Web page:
GOP, Manchin eye takedown of Biden’s ‘radical’ vehicle emissions standards

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Republicans and Sen. Joe Manchin are again joining forces in a bid to roll back another environmental policy from President Biden.

Stuck in the crosshairs of GOP senators and the West Virginia Democrat is the administration’s strongest-ever proposed vehicle emissions standards that seek to kick gas-powered cars to the curb and require up to two-thirds of new vehicles sold by 2032 to be electric.

Sen. John Barrasso of Wyoming, top Republican on the Senate Energy Committee, will force a vote on scuttling the proposed rules through a privileged motion, once the regulations take effect in the coming months.

“Joe Biden is trying to force-feed American drivers expensive electrical vehicles, vehicles that they don’t need, they don’t want and they can’t afford,” Mr. Barrasso said. “When these regulations come out, I am going to make sure that every senator in this chamber is put on record having to vote on where they stand for this reckless policy.”

Mr. Manchin, chairman of the Senate Energy Committee, said he wants to take down Mr. Biden’s regulation for similar reasons.

“The EPA is lying to Americans with false claims about how their manipulation of the market to boost EVs will help American energy security,” he said in a statement. “I fully support Congress overturning these dangerous EPA regulations.”

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The forthcoming vote to overturn the new emission standards from the Environmental Protection Agency would breeze through the Republican-controlled House and could very well pass in the Senate with Democrats’ one-seat majority. It would mark the latest episode in which GOP-led efforts rolling back the administration’s policies have passed Congress.

If implemented, the EPA’s standards would apply to model year 2027 and run through 2032. They would not explicitly limit the number of gas guzzlers allowed to hit the pavement or require a certain number of EVs to be sold. But they would have the same effect by limiting tailpipe emissions with an average standard applied to automakers’ entire fleets, forcing automakers to sell far more new EVs.

That would jeopardize America’s energy security, Mr. Barrasso and Mr. Manchin said, because China currently dominates critical minerals needed for EV batteries.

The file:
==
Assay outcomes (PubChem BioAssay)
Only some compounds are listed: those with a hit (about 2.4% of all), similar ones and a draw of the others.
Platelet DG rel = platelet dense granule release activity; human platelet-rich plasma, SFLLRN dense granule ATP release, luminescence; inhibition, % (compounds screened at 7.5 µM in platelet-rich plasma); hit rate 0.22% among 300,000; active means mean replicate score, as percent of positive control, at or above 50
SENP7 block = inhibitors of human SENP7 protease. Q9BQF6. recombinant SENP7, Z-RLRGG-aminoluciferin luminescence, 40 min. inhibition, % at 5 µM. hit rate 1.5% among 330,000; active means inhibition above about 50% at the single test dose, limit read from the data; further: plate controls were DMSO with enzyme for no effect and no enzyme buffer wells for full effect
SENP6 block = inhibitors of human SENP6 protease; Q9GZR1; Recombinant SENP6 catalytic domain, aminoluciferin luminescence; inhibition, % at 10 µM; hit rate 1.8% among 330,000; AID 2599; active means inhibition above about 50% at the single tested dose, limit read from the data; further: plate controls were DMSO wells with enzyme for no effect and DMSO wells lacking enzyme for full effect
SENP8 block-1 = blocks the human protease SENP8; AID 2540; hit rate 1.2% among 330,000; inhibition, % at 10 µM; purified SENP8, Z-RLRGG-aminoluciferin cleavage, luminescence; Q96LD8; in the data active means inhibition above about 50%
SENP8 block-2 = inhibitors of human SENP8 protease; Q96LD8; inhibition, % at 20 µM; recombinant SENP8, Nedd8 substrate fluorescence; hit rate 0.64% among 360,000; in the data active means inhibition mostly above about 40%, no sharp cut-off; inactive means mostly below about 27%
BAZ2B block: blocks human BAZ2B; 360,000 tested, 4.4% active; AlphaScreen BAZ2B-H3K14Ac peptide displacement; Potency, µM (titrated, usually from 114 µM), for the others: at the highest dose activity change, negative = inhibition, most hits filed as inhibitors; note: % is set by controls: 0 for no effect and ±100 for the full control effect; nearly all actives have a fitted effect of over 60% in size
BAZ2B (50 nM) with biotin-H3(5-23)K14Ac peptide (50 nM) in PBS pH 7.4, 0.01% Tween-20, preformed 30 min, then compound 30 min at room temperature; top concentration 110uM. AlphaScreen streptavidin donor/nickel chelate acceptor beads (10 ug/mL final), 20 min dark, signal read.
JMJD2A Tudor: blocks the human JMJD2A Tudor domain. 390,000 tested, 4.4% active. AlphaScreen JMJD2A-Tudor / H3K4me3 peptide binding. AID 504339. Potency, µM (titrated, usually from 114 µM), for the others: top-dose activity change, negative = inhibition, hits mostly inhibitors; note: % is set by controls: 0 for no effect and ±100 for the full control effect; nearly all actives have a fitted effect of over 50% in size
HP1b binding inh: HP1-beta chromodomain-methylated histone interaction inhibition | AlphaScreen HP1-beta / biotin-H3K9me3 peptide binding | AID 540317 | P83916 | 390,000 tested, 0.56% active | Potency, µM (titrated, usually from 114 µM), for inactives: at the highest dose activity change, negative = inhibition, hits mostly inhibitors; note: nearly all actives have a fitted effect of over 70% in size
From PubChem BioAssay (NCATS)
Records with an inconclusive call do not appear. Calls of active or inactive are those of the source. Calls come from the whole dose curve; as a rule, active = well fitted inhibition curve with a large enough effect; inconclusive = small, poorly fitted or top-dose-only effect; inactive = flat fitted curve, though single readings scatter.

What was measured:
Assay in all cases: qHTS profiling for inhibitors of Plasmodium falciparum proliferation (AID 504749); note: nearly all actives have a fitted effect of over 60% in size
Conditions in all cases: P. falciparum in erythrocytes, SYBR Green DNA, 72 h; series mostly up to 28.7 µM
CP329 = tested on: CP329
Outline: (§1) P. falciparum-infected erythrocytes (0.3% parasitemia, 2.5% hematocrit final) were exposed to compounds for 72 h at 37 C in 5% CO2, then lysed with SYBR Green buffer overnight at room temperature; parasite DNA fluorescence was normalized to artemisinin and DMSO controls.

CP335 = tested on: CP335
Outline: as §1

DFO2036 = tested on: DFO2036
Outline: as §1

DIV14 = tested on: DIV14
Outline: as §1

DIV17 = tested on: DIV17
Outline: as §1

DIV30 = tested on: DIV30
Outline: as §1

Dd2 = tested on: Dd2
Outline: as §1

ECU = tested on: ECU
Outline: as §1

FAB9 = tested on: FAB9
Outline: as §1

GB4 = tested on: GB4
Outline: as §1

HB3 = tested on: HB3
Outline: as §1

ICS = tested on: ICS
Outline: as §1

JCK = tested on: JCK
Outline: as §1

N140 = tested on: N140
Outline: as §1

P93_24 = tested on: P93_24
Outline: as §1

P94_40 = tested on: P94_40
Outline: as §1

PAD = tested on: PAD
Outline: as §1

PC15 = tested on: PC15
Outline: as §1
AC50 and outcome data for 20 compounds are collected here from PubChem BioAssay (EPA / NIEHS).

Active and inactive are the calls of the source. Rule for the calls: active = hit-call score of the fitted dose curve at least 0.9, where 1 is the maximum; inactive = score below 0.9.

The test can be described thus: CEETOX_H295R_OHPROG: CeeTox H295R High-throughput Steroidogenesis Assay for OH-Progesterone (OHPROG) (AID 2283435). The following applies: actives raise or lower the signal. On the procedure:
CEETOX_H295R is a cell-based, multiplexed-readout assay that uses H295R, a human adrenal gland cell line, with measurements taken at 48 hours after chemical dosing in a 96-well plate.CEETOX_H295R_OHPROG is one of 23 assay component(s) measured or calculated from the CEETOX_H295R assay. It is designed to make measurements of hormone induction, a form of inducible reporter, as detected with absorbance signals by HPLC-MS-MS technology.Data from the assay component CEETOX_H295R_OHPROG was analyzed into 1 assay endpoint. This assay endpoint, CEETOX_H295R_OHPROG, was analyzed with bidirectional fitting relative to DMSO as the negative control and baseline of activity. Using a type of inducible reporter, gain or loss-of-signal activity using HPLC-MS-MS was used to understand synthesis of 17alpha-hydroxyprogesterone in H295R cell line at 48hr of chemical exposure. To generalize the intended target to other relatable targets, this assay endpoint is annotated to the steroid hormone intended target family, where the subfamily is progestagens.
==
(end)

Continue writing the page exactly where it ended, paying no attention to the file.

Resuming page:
“In reality, this is a Trojan horse,” Mr. Manchin said. “To meet these timelines will mean strengthening our reliance on minerals and technologies controlled by the Chinese.”

Mr. Barrasso accused Mr. Biden of “selling out America to China” and said he will press Energy Secretary Jennifer Granholm during testimony before the Energy Committee later this week on why the administration is on “this treacherous path.”

The administration’s ambitious timetable is considered unrealistic by automakers and energy experts. While EV sales grew in the U.S. last year to an all-time high, they only accounted for 5.8% of all new vehicles purchased.

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“I feel there’s a little bit of this administration effort here that says, ‘We know we’re going to have to roll this back, so we’re going to throw this as high as we can, and get as many good stories as we can, and get environmentalists talking about it,’” said Frank Maisano, an energy policy strategist at the law firm Bracewell.

Through Congressional Review Act resolutions, which must receive votes in both chambers and require a simple majority to pass, Congress has approved other GOP-led measures targeting Mr. Biden’s climate policies. Those include rules broadening EPA’s authority over small waterways and allowing climate-conscious ESG investing in Americans’ 401(k) plans.

Mr. Biden vetoed both resolutions that would have overturned his regulations.

Congress was unable to override his veto and defeat the ESG rule. A similar outcome is expected Tuesday evening during a separate House vote to override Mr. Biden’s veto related to EPA’s water authority, which means the agency’s expanded power will stand.

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